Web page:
I’ve been watching Chris Bukowski for a LONG time. Well before I ever went on this show, still living in Germany, I devoured Emily Maynard’s season and, with it, our first Bukowski sighting. I enjoyed him on that season; he was that contestant whom you could tell was more surprised than anyone by his feelings for the lead. I’ve since watched him be the playboy (Bachelor Pad, otherwise known as the best show ever—R.I.P.) and the obnoxious drunk (Paradise, its vastly inferior substitute, twice). Based on those showings, it seemed a “retirement” wasn’t the worst idea in the world.
I met him less than a year after my season aired and, despite his reputation, found that I liked him immediately. As I got to know him a bit better, I began to understand just how painful it might be to be seen by millions so unfavourably. You see, Bukowski is actually quite the gentleman. He’s a lot fun and can hang, but he’s also courteous, thoughtful, humble and not remotely self-obsessed (as some in the franchise can become). Most crucially (and tellingly), he never blamed how he came across on his edit or the producers or the circumstances—he always (and I mean ALWAYS) took responsibility for his behaviour, no matter how not proud of it he might’ve been. But I can see how the temptation to return to the franchise could haunt him like a siren song, enticing him to seek that redemption, that accurate portrayal, just one…last…time.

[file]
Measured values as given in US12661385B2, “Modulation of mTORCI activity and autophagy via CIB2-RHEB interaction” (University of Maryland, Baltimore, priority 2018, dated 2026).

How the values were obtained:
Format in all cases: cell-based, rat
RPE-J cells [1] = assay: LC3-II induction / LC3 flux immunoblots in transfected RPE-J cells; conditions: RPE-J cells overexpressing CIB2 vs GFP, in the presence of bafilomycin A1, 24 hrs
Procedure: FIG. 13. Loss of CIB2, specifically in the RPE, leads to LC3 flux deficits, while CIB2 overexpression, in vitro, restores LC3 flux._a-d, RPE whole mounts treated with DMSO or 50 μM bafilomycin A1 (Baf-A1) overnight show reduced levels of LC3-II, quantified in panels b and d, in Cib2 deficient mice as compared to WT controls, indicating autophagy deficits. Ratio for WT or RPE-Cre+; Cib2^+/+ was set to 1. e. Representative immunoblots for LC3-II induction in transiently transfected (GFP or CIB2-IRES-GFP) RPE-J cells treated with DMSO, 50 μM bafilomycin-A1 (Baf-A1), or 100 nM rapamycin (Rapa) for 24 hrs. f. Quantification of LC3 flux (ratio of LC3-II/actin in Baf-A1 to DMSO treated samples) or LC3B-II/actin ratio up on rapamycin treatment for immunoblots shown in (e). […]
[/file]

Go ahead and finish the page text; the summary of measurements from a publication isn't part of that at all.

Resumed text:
What I’ve particularly enjoyed about Bukowski’s return to my television screen is that his story has not only been about his romance with Katie. Much like Nick Viall’s Paradise story, we’ve seen moments between Bukowski and his beach mates that have shown how likeable he is as a person and platonic friend—a friend who listens and talks through problems. My absolute favourite moment was two episodes ago, when he warned John Paul Jones about his actions in the wake of the JPJ-versus-Derek drama. He broached the topic perfectly, gently, level-headedly, not coming on too strong, condescending or judgmental. What stood out was the fact that he said anything, standing up for what was right—both in defense of Derek and in protection of JPJ going forward—instead of simply taking the path of least resistance by not saying anything at all. (What most would—and did—do.) In his ITM, he said, “I’ve been in [JPJ’s] shoes before, and it’s not a good look. I’m like, dude, step away for a minute, reassess. It’s another person’s feelings and emotions you’re dealing with. Listen to them, then react.” (Preach!) Best of all, his conversation with JPJ was a casual one in a pool, away from other people and cameras; it wasn’t for TV, it was out of pure concern for others. It was a moment of total, selfless maturity that, given the majority of his television career, felt like a meaningful and hard-won milestone.